Object. Functional magnetic resonance (fMR) imaging was used to determine patterns of cerebral blood flow changes in the somatosensory cortex that result from median nerve stimulation (MNS).
Methods. Ten healthy volunteers underwent stimulation of the right median nerve at frequencies of 5.1 Hz (five volunteers) and 50 Hz (five volunteers). The left median nerve was stimulated at frequencies of 5.1 Hz (two volunteers) and 50 Hz (five volunteers). Tactile stimulation (with a soft brush) of the right index finger was also applied (three volunteers). Functional MR imaging data were transformed into Talairach space coordinates and averaged by group. Results showed significant activation (p < 0.001) in the following regions: primary sensorimotor cortex (SMI), secondary somatosensory cortex (SII), parietal operculum, insula, frontal cortex, supplementary motor area, and posterior parietal cortices (Brodmann's Areas 7 and 40). Further analysis revealed no statistically significant difference (p > 0.05) between volumes of cortical activation in the SMI or SII resulting from electrical stimuli at 5.1 Hz and 50 Hz. There existed no significant differences (p > 0.05) in cortical activity in either the SMI or SII resulting from either left- or right-sided MNS. With the exception of the frontal cortex, areas of cortical activity in response to tactile stimulation were anatomically identical to those regions activated by electrical stimulation. In the SMI and SII, activation resulting from tactile stimulation was not significantly different (p > 0.05) from that resulting from electrical stimulation.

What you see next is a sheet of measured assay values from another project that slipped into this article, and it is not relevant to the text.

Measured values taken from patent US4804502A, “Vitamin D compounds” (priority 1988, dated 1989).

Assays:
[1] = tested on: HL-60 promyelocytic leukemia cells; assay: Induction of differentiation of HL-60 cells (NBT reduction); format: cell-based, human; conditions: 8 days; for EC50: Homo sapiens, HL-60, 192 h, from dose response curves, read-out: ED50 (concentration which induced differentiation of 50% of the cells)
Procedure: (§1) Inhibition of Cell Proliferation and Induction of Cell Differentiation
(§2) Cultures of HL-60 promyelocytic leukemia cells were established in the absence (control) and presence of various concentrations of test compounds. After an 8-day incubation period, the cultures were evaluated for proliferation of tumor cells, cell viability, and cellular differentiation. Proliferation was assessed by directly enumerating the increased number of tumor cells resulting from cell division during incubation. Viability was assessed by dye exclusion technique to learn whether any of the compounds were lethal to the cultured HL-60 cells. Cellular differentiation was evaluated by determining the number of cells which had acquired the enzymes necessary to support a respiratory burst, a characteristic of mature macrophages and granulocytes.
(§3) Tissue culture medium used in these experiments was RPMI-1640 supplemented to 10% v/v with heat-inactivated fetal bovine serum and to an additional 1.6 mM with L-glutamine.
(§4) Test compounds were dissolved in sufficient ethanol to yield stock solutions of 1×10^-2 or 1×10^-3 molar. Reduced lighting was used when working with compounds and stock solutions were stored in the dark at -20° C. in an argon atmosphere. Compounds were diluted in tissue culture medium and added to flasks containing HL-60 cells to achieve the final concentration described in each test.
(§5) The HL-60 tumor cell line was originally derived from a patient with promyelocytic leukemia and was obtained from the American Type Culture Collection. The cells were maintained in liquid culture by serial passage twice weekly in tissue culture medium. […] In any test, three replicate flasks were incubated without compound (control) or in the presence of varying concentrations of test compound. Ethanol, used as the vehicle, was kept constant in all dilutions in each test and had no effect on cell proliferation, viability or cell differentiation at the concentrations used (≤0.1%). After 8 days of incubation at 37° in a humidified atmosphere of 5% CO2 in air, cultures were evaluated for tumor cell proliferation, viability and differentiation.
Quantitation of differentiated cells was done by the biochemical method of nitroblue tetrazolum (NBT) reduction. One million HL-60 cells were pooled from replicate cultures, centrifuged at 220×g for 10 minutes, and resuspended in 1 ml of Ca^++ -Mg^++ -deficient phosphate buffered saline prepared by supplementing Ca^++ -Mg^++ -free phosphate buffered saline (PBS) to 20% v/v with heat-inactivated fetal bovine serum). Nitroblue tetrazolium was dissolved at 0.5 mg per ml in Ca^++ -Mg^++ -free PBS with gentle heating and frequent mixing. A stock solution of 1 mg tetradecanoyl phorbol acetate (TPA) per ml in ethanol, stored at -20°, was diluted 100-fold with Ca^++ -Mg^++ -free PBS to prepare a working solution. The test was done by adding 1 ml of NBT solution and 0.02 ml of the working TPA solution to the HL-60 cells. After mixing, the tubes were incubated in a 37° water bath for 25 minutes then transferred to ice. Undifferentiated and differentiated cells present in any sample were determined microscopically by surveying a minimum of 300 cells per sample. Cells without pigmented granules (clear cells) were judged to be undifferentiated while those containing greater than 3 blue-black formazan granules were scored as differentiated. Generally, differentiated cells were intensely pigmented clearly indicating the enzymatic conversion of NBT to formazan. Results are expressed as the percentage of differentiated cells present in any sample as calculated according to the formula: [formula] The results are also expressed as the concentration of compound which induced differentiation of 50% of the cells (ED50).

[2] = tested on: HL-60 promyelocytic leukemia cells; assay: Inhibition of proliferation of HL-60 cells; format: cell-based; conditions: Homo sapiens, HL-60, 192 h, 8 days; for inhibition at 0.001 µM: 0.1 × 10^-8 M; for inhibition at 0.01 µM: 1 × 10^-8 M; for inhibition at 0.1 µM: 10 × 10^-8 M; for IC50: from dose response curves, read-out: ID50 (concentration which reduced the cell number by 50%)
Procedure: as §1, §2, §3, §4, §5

Conclusions. Electrical stimulation of the median nerve is a reproducible and effective means of activating multiple somatosensory cortical areas, and fMR imaging can be used to investigate the complex network that exists between these areas.